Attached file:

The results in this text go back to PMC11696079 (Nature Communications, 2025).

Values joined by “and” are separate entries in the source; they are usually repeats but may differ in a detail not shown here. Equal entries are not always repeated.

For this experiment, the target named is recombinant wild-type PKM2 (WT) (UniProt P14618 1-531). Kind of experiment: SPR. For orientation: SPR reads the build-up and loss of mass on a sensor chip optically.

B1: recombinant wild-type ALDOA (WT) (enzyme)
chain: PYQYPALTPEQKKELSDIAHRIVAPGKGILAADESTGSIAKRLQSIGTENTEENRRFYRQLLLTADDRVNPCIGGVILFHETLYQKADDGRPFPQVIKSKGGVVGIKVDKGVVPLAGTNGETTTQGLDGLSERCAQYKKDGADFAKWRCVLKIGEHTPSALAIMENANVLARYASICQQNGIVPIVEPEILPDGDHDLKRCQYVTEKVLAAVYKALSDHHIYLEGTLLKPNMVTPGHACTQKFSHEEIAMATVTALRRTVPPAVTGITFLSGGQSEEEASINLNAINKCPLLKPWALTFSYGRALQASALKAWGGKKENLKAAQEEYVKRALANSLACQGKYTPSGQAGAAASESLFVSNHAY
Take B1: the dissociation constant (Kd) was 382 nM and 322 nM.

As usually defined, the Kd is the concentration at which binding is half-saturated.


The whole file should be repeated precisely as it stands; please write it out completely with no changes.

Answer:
The results in this text go back to PMC11696079 (Nature Communications, 2025).

Values joined by “and” are separate entries in the source; they are usually repeats but may differ in a detail not shown here. Equal entries are not always repeated.

For this experiment, the target named is recombinant wild-type PKM2 (WT) (UniProt P14618 1-531). Kind of experiment: SPR. For orientation: SPR reads the build-up and loss of mass on a sensor chip optically.

B1: recombinant wild-type ALDOA (WT) (enzyme)
chain: PYQYPALTPEQKKELSDIAHRIVAPGKGILAADESTGSIAKRLQSIGTENTEENRRFYRQLLLTADDRVNPCIGGVILFHETLYQKADDGRPFPQVIKSKGGVVGIKVDKGVVPLAGTNGETTTQGLDGLSERCAQYKKDGADFAKWRCVLKIGEHTPSALAIMENANVLARYASICQQNGIVPIVEPEILPDGDHDLKRCQYVTEKVLAAVYKALSDHHIYLEGTLLKPNMVTPGHACTQKFSHEEIAMATVTALRRTVPPAVTGITFLSGGQSEEEASINLNAINKCPLLKPWALTFSYGRALQASALKAWGGKKENLKAAQEEYVKRALANSLACQGKYTPSGQAGAAASESLFVSNHAY
Take B1: the dissociation constant (Kd) was 382 nM and 322 nM.

As usually defined, the Kd is the concentration at which binding is half-saturated.